ORIGINAL RESEARCH article
Antimicrobial Activity of Essential Oil of Baccharis dracunculifolia DC (Asteraceae) Aerial Parts at Flowering Period
- 1Graduate Program in Biotechnology Applied to Agriculture, Chemistry Laboratory of Natural Products, Paranaense University, Umuarama, Brazil
- 2Institute for Biological Research “Siniša Stanković”, University of Belgrade, Belgrade, Serbia
- 3Graduate Program in Clean Technologies and Institute of Science, Technology and Innovation of Cesumar University Center, Maringá, Brazil
Baccharis dracunculifolia DC (Asteraceae) is a Brazilian native bush tree, and its leaf essential oil has been reported to possess some biological activities, but the antimicrobial activity of its aerial part essential oil at the flowering period is unknown or little studied, mainly against agents that cause foodborne diseases. Thus, this study aimed to determine the chemical composition and evaluate the antimicrobial activity of the essential oil of B. dracunculifolia aerial part at flowering period. This essential oil was obtained by hydro distillation and its chemical composition was determined by gas chromatography coupled with mass spectrometry (GC–MS). The minimum inhibitory concentration, minimum bactericidal concentration, and minimum fungicidal concentration of the essential oil were evaluated against eight bacteria and eight fungi using 96-well microtiter plates. The essential oil yield was 1.8 ± 0.07%, and spathulenol (27%) and trans-nerolidol (23%), both oxygenated sesquiterpenes, were the major compounds found among 30 chemical constituents identified. The essential oil presented bacteriostatic and bactericidal activities, mainly against Staphylococcus aureus, Bacillus cereus and Pseudomonas aeruginosa, and also fungistatic and fungicidal activities. However, its antibacterial activity was more effective than the antifungal one by using the essential oil at lower concentrations. Essential oil of B. dracunculifolia may be a potential alternative for food applications in order to reduce synthetic chemicals in a more sustainable food industry.
Baccharis dracunculifolia DC (Asteraceae), known as “alecrim-do-campo” (rosemary-of-the-field) and “vassourinha” (small broom) in Brazil (Barroso, 1976), a perennial woody bush tree that can reach up to around 2 m of height with alternate spike lanceolate leaves (Borges and Forzza, 2008), 1 to 1.5-mm long achene (Barroso, 1976), dioicous with male and female inflorescences in separate plants (Park et al., 2004), is native to biomes of Brazilian Cerrado, Atlantic Rainforest and Pampas. It is reported as the main source of propolis and bee honey production, followed by Araucaria angustifolia and Eucalyptus citriodora in Brazil (Sforcin et al., 2012).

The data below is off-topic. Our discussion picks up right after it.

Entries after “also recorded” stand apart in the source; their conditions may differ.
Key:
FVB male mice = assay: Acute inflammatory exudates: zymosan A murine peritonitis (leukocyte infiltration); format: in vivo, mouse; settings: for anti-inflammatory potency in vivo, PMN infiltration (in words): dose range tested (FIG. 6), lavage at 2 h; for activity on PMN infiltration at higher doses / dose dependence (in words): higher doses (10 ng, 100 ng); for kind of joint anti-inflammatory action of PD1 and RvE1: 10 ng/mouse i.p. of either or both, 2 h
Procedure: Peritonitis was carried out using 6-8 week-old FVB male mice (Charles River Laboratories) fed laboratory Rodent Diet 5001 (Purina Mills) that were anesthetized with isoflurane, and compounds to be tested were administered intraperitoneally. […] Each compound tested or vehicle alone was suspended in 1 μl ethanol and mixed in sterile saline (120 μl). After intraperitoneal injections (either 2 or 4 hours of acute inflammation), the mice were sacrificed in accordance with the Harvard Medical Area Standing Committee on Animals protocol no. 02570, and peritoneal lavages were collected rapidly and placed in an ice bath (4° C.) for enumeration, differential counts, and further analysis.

Hydroalcoholic and methanolic extracts of B. dracunculifolia presented antiparasitic, immunomodulatory, anti-inflammatory, antitumor, and antiulcer activities (Sforcin et al., 2012). Methyl linoleate, caryophillene, and trans-nerolidol were isolated from the hexanic fraction from the hydroalcoholic extract of aerial parts of B. dracunculifolia and reported to have action against Paracoccidioides brasiliensis (clinical isolates) (Johann et al., 2012). Also, B. dracunculifolia leaf essential oil was reported to have antifungal action against Candida albicans (Pereira et al., 2011), fungal phytopathogens such as Rhizoctonia solani, Sclerotium rolfsii, and Sclerotinia minor (Fonseca et al., 2015), and antibacterial action against Mycobacterium sp. (Machado et al., 2015) and Streptococcus mutans (Pereira et al., 2016).
Despite of some reports on the antimicrobial activity of B. dracunculifolia, mainly related to its antifungal activity, the antimicrobial activity spectrum of B. dracunculifolia essential oil in the flowering phenophase and against agents causing foodborne diseases is unknown or little studied. Food spoilage is a serious widely neglected problem, mainly by mycotoxins in grain storage due to poor harvesting practices, inappropriate drying, handling, packaging, storage, and transport conditions (Bhat et al., 2010). The utilization of synthetic chemicals has increased microorganism resistance, mostly against antibiotics, and the search for alternative agents to control microorganisms is therefore necessary (Rossolini et al., 2014; Ventola, 2015). An alternative to reduce synthetic chemicals is the search for antimicrobials from medicinal plants (Anyanwu and Okoye, 2017) to extend shelf life and combat foodborne pathogens. Thus, the aim of this study was to determine the chemical composition and evaluate the antimicrobial activity of B. dracunculifolia aerial part essential oil for potential applications to preserve food by non-synthetic compounds.
Materials and Methods
Baccharis dracunculifolia aerial parts (leaves and flowers) were harvested in Guaraniaçu, Brazil, at the coordinates 25°08′05, 47″ S and 52°53′49, 23″W, 800 m of altitude, between 7 and 8 O’clock in the morning, in April, 2016, during the flowering phenophase at the ratio of 8:1 (bud flower:open flower) in the inflorescence. The sample was identified by Dr. Gustavo Heiden and an exsiccate was deposited in the collection of the Herbarium of the State University of West Paraná, campus of Cascavel, PR, Brazil, under the registration number UNOP-8655.
Essential Oil Extraction
Baccharis dracunculifolia aerial parts were air dried under the shaded for 1 week. The essential oil was extracted from 200 g of dried aerial parts in 2 L of distilled water by hydrodistillation in a modified Clevenger apparatus for 2 h (Miranda et al., 2016) and stored at 4°C (Pereira et al., 2016).